A Swainson's hawk. The Raptor Inventory Nest Survey will be hosting a free volunteer training session at the BLM's Moab office on Tuesday, Feb. 2. [Photo courtesy of Robyn MacDuff]

Robyn MacDuff might have one of the best jobs in the state.

As the coordinator of the Sandy-based Raptor Inventory Nest Survey, she gets to travel around Utah’s magnificent landscapes and watch charismatic birds of prey in their natural habitat.

For at least two field days each month from February through June, volunteers can follow in her footsteps, provided that they sign up for a free training session next week.

On Tuesday, Feb. 2, from noon to 4 p.m., MacDuff will be teaching Moab-area residents the basics of how to inventory raptors’ nests. The U.S. Bureau of Land Management’s (BLM’s) Moab office at 82 E. Dogwood will be hosting the event, which will be followed by field training that is currently scheduled to be held on Wednesday, Feb. 3.

Key topics include monitoring protocols, such as how to keep the proper distance from nesting birds.

“We are very hands-off for monitoring,” MacDuff said. “We do it from a distance, and we use binoculars and spotting scopes.”

While some volunteers come equipped with powerful lenses on their cameras, MacDuff discourages participants from trying to get up close and taking award-winning, National Geographic-style photos of raptors.

“It’s not about exploiting the birds; it’s about protecting them and keeping your distance,” she said.

Aside from monitoring protocols, MacDuff will go over safety-related issues, and she’ll teach first-time volunteers how to operate GPS units that they’ll use to find their way around their assigned quadrangles.

“We really work on helping people gain those skill sets,” she said.

Last but not least, MacDuff encourages people to enjoy themselves while they’re out hiking around their assigned quadrangles.

“I always tell my volunteers, the number-one rule is I want them to have fun,” she said.

Castle Valley resident and returning volunteer Pam Hackley said the experience of field work is one that should appeal to many people in the community.

“If people have any interest in the wildlife that’s around us here in the Moab area, it’s a really fun way to contribute to the body of knowledge that’s out there,” Hackley said.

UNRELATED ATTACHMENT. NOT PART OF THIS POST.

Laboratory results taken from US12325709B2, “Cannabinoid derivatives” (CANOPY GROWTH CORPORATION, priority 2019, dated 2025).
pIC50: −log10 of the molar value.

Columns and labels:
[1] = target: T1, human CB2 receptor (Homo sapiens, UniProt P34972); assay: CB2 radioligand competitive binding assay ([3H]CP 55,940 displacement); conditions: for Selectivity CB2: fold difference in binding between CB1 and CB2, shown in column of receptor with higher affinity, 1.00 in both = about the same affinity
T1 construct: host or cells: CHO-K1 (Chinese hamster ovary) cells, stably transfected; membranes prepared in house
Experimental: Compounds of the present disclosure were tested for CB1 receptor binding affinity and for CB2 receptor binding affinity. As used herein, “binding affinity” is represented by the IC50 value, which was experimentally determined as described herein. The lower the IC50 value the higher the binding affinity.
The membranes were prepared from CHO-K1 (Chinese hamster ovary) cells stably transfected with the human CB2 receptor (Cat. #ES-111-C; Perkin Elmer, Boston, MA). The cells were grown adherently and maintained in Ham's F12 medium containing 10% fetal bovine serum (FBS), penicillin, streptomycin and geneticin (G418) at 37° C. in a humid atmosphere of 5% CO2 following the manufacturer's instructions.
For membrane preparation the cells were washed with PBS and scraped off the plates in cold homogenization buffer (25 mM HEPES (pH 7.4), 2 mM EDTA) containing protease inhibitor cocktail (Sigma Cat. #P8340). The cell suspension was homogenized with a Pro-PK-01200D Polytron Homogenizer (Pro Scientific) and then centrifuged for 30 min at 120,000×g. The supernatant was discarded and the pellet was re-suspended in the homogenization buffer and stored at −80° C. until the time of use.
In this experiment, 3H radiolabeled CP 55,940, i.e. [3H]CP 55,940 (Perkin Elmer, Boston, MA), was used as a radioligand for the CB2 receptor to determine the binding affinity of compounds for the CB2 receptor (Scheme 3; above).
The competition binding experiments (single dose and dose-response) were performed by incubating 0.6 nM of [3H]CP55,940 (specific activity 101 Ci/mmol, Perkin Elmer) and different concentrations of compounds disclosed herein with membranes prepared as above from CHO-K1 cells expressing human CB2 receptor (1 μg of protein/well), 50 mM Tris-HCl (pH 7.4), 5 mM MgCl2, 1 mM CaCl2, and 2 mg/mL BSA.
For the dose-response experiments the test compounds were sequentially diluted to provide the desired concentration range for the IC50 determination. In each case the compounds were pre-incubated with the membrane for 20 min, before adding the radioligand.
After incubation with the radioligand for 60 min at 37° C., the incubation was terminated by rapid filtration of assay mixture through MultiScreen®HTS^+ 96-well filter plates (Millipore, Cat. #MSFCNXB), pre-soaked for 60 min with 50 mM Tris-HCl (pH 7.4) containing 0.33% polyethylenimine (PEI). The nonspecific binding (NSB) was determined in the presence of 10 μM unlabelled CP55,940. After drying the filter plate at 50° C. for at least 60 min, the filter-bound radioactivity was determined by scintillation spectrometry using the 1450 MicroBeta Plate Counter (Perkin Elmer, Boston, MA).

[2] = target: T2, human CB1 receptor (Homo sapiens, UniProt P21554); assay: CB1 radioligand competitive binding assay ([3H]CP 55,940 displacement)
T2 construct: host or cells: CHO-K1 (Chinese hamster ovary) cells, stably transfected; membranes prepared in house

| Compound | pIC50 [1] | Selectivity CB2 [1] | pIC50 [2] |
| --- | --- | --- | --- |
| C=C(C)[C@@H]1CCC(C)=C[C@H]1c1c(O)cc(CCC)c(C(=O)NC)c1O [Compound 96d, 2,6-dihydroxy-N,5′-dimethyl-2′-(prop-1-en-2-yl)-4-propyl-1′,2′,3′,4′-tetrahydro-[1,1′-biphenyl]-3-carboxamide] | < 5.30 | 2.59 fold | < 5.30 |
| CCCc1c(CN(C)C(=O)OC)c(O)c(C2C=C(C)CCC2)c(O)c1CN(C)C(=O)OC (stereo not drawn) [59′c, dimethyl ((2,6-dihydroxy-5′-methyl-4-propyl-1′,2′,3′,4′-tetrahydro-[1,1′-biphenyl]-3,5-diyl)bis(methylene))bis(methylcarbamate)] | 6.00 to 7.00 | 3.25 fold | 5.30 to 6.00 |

The information they collect ultimately goes into a database that helps the BLM and other land managers keep track of raptors’ nests in areas where developers are planning projects.

“They need to be able to ensure that there are no threats to federally protected birds,” Hackley said. “They take that information and they’ll look at a proposed project, like an oil and gas lease … to understand what kinds of birds might be nesting up in that country.”

Although the nonprofit group has been active since the early 2000s, Hackley first heard about its work in the Moab area several years ago, when she stumbled upon a small classified ad in the legal notice section of a newspaper.

As a soil scientist with a background in botany, Hackley spent most of her career out in the field, but she’d never specifically monitored raptors’ nests before.

Fortunately for beginners, she said that the birds’ nesting spots are easier to spot this time of year.

“Winter is an excellent time to be looking around because the trees don’t have any leaves on them, so you can see the nests that way,” she said.

While casual observers might assume that the nesting season doesn’t begin until the spring, MacDuff said that courtship and pairing rituals are already well under way.

“As the days get longer, their hormone levels start rising,” she said

With more boots on the ground, RINS noted a number of positive trends in 2015.

Altogether, 211 volunteers covered more than 127,000 miles around the state and spent 13,211 hours on the ground doing field work.

Of the 824 active nests they monitored last year, they counted 847 young raptors. Across the board, MacDuff said that species from red-tailed hawks and golden eagles to ospreys, prairie falcons and Swainson’s hawks, were doing well in Utah last year.

Even once-endangered bald eagles are recovering. The species were once on the brink of extinction, until the U.S. banned a widely used pesticide that weakened their egg shells.

“There’s been a big comeback for all of them,” she said.

Training for raptor nest survey volunteers set for Feb. 2

“If people have any interest in the wildlife that’s around us here in the Moab area, it’s a really fun way to contribute to the body of knowledge that’s out there.

When: Tuesday, Feb. 2, from noon to 4 p.m.

Where: BLM Moab Field Office, 82 E. Dogwood

Cost: Free

Information: 801-554-0807; www.rins.org

801-554-0807; www.rins.org